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A Healthy Diet for Healthier Milk

Over the years, Milky Way Farm has developed quite a following for its rich, delicious, healthy raw milk. Unlike most types of milk, raw milk is chilled “straight from the cow” with no processing to alter its flavor or nutritional integrity. To assure the high quality of our milk, we feed our cows the healthiest diet possible. This starts with 24-hour access to green grass—the staple of our cows’ diet. We also provide hay, particularly mid-summer and winter when grass is less plentiful, and individually feed a small amount of grain for extra protein when needed.

• What is A2 Milk?
• Why supplement pasture grazing with grain?
• Are Milky Way Farm cows fed GMO grain?
• How is organic milk different from raw milk?
• If raw milk is pasteurized, can it still be called raw milk?
• What about hormones and steroids?
• Do you use other chemicals?
• How often is your milk tested? What is tested?
• What standards must you meet to receive your Grade A rating?
• Where can I buy your milk?


What is A2 milk?

A2 milk comes from Jersey, Guernsey, Asian and African cattle populations which have a higher prevalence of A2 genes. A1 milk primarily comes from Holstein cows. Unlike A1 milk which has both A1 and A2 beta casein proteins, A2 milk has only A2 beta casein. A1 beta casein produces an opiate peptide (BCM-7), which makes milk slower and more difficult to digest. BCM-7 has also been linked to several health risks including gastrointestinal issues, type 1 diabetes, heart disease, autism and SIDS. A2 milk does not produce BCM-7, potentially making it a healthier, more lactose-tolerant milk choice. Milky Way Farm Grade A raw milk is all A2 milk from all A2-tested, pastured Jersey cows. For this reason, we believe it’s the healthiest milk you can drink.  

Why supplement pasture grazing with grain?

Because cows are ruminants, their digestive system is designed to intake grass. However, dairy cows, like nursing mothers, need extra protein and vitamins to produce milk. This type of fed process while dramatically can reduce the lifespan and quality of life for the cow. For that reason, we supplement pasture grazing with around 15% grain for our milk-producing herd. It can be up to 20 to 25% when the pasture grass is not sufficiently available in the coldest times of winter and hottest times of summer.

Most dairy farmers feed cows Total Mixed Rations (TMR) which contains as much as 70% or more corn silage and other grains, to increase the milk production. This type fed process while dramatically  can reduce the lifespan and quality of life for the cow. In contrast, we never feed our cows corn silage (which can also alter the milk’s flavor), nor do we give them antibiotics or hormones to boost milk production. As a result, our cows live up to 15 years versus 3 - 4 years in many commercial environments.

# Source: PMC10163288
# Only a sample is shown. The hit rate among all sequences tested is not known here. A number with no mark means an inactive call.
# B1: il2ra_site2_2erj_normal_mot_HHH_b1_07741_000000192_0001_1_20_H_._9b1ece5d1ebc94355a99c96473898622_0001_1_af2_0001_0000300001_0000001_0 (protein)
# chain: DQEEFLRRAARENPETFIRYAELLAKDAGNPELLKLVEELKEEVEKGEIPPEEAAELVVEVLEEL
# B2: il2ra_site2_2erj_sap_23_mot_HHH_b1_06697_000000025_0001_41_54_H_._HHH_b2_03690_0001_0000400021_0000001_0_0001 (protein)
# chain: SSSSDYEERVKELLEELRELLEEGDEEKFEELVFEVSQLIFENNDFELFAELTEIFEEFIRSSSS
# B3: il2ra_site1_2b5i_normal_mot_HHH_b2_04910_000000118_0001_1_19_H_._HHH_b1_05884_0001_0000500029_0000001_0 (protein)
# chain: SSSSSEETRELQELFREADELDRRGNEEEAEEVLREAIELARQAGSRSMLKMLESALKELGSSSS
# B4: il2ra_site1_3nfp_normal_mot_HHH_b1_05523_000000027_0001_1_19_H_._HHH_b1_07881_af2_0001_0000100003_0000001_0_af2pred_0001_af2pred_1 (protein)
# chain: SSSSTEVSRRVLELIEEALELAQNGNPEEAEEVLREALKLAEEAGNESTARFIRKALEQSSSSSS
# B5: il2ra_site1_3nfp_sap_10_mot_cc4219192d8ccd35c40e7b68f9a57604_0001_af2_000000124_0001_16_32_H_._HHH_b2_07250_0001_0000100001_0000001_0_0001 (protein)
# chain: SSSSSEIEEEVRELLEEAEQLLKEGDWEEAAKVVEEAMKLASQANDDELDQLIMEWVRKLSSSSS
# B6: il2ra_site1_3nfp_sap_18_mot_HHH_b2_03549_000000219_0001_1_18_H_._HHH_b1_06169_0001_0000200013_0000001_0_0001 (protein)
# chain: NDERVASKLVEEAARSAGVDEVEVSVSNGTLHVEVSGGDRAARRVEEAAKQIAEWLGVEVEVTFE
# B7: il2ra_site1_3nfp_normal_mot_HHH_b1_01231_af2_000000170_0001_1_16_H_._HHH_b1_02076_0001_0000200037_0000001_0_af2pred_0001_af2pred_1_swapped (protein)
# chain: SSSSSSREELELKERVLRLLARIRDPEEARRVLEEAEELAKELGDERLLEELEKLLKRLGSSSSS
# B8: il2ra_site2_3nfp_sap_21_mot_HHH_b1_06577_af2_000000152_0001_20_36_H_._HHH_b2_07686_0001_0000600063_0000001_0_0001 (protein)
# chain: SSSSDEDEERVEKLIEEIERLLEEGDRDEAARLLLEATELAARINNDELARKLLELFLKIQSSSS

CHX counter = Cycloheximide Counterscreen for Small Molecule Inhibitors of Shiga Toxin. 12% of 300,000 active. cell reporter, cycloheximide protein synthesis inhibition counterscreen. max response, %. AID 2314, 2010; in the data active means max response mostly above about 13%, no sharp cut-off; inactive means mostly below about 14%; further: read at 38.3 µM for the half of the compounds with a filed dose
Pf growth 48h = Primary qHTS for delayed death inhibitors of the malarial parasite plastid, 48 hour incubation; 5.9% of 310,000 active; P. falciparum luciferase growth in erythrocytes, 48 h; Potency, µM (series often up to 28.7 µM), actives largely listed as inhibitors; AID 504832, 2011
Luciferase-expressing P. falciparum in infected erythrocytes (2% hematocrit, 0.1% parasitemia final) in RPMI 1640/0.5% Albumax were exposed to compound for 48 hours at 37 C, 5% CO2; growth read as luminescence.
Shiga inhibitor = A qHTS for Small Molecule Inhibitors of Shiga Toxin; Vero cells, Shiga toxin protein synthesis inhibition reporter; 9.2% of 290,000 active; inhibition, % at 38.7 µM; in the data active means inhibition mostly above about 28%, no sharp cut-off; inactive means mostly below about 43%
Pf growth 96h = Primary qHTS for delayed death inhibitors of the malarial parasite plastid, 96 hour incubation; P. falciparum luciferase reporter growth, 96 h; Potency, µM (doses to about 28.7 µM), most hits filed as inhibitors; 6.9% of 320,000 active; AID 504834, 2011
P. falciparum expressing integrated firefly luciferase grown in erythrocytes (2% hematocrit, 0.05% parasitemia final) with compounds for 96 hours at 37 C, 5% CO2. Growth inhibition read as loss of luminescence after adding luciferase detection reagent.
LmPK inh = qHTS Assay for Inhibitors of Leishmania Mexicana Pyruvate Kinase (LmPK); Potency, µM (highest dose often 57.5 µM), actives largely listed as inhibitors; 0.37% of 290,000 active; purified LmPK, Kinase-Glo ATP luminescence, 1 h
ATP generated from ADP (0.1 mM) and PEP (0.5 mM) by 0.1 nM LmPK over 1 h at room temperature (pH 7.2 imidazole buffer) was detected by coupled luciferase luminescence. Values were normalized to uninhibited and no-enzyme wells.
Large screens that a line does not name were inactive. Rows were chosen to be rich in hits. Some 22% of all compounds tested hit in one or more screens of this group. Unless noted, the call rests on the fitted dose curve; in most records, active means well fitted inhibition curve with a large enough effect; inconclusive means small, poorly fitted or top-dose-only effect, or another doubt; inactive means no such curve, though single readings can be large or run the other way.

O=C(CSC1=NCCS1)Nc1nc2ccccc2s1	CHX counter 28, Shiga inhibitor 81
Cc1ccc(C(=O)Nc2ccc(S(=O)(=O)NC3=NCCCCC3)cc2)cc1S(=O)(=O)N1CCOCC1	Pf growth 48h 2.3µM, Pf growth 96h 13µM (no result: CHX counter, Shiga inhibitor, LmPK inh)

Are Milky Way Farm cows fed GMO grain?

The subject of genetically modified organisms (GMO) has become a hot topic in recent years and with good reason as it’s a complicated issue. According to the US Agriculture Economic Research Service, 93% of soy and 88% of corn is genetically engineered. In addition, virtually all restaurants and grocery stores (including natural food markets) use and sell GMO products. Even alcoholic beverages are made from GMO-grains!

Our cows are our livelihood and our passion, so we assure their diet is as wholesome as possible. Do we directly buy GMO grain? No. We buy our grain from a small mill in Georgia which produces a superb feed, even though it cannot be guaranteed GMO-free. Some of our competitors claim that their cows are fed a GMO-free diet, but that's rarely the case. At Milky Way Farm, we're always honest with customers, so here are the facts.

•  For most grain suppliers, it’s impossible to tell how much GMO grain gets into the sysem. So even if you buy non-GMO grain, it’s possible for GMO grain to be included.

•  Guaranteed GMO-free grain is extremely rare and costly—so much so that it would more than double the price of raw milk. And most people cannot afford $15 for a gallon of milk.